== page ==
depression; information on the development of this illness; guidelines for diagnosis,
assessment, and treatment of childhood depression; and a separate chapter dealing
with suicide in school-aged youth. Each chapter contains a summary of its content
and a list of references. Twenty-seven tables present diagnostic criteria,
depression checklists, therapeutic approaches, strategies for dealing with suicidal
youth, and other information.
Descriptors: *Adolescents; Affective Measures; Child Health; *Children; Clinical
Diagnosis; *Depression (Psychology); Elementary Secondary Education; Emotional
Problems; Loneliness; Mental Disorders; Mental Health; Psychopathology; Self
Destructive Behavior; *Suicide; Therapy
Emerging from Depression: Treatment of Adolescent Depression Using the Major
Treatment Models of Adult Depression.
Long, Kathleen M.
North Dakota Univ., Grand Forks. Apr 1988. 26p.
EDRS Price - MF01/PC02 Plus Postage.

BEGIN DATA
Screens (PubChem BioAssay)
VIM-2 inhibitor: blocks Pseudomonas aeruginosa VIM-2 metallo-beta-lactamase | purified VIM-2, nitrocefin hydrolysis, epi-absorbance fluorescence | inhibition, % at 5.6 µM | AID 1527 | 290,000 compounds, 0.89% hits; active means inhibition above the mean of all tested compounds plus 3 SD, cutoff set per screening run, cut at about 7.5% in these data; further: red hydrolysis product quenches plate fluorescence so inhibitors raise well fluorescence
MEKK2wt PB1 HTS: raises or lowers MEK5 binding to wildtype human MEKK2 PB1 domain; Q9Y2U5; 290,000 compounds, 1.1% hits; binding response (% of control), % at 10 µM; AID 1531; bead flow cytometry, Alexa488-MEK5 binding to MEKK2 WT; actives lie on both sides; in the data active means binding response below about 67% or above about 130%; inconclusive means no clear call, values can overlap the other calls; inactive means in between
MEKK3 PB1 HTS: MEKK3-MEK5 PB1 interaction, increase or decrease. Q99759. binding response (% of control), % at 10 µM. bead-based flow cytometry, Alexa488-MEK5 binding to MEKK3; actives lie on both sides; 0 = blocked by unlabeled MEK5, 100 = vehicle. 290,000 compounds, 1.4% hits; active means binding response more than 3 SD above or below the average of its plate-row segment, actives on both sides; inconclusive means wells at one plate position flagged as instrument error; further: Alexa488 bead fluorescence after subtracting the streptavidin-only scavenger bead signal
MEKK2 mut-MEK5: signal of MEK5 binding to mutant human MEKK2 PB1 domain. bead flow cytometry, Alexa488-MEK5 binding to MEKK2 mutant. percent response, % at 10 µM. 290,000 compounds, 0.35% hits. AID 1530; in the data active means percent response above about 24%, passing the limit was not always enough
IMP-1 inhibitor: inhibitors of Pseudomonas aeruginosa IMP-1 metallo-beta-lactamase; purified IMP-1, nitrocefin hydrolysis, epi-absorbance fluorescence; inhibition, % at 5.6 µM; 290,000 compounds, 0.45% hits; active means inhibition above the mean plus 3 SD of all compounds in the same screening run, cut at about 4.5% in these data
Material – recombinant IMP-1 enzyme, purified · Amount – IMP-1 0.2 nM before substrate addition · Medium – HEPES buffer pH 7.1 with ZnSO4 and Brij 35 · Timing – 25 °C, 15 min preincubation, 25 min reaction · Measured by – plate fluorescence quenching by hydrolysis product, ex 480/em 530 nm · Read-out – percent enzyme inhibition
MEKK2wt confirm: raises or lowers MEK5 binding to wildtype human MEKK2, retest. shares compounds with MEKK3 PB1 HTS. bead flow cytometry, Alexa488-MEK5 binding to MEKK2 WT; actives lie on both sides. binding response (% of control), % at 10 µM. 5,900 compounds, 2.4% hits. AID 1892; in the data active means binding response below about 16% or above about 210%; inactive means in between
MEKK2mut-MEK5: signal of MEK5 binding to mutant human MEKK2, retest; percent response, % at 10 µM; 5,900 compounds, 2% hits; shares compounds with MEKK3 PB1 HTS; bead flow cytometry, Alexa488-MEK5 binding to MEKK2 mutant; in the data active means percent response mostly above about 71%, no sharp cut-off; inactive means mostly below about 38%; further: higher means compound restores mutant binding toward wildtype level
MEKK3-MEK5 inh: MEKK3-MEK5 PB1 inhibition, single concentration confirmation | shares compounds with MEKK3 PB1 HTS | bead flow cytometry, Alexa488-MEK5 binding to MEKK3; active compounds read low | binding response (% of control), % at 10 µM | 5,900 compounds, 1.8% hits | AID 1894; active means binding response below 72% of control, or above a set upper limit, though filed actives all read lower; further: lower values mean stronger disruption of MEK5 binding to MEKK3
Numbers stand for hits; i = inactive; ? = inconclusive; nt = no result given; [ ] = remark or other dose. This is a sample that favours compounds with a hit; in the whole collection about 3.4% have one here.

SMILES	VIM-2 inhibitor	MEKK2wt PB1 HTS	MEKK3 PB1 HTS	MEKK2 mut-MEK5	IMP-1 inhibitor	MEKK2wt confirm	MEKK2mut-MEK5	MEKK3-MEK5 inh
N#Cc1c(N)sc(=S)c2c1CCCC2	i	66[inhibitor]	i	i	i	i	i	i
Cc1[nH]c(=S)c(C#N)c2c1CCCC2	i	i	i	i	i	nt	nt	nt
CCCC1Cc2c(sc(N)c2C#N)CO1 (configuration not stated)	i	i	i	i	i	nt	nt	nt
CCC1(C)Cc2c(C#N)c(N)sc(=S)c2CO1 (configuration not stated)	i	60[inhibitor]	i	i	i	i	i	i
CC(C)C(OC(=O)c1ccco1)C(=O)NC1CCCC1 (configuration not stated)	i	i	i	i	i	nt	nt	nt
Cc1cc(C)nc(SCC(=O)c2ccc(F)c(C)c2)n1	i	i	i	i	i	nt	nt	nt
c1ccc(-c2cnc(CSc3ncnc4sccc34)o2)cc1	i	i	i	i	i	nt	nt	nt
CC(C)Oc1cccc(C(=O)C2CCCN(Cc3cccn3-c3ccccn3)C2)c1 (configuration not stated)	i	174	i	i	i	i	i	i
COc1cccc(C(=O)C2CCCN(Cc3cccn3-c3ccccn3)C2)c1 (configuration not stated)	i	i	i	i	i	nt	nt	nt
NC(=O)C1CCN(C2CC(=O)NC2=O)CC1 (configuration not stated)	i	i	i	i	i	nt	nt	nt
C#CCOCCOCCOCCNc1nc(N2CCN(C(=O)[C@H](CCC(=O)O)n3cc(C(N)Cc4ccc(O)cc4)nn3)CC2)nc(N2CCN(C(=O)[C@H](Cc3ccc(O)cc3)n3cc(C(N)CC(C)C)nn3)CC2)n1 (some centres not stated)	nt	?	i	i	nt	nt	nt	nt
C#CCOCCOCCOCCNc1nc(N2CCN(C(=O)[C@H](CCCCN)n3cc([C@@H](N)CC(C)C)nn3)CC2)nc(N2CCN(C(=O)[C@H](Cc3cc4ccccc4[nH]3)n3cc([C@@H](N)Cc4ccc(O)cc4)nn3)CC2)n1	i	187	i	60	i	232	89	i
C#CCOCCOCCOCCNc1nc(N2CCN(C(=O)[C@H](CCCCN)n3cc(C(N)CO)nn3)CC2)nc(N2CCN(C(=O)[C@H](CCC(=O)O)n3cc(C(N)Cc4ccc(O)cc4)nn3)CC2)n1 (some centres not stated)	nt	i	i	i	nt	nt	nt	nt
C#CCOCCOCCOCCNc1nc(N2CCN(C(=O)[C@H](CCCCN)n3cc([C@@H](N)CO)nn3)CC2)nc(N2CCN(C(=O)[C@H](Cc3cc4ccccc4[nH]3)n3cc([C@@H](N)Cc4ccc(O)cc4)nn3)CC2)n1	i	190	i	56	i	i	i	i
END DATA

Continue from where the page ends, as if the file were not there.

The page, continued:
Document Type: REVIEW LITERATURE (070)
Geographic Source: U.S.; North Dakota
Journal Announcement: RIEDEC88
Noting that adolescents who commit suicide are often clinically depressed, this
paper examines various approaches in the treatment of depression. Major treatment
models of adult depression, which can be directly applied to the treatment of the
depressed adolescent, are described. Major treatment models and selected research
studies are reviewed in the areas of: (1) cognitive therapy; (2) cognitive and
behavior therapy; (3) cognitive therapy with pharmacotherapy; (4) the use of
pharmacotherapy for acute depression; (5) treatment of manic depression with lithium;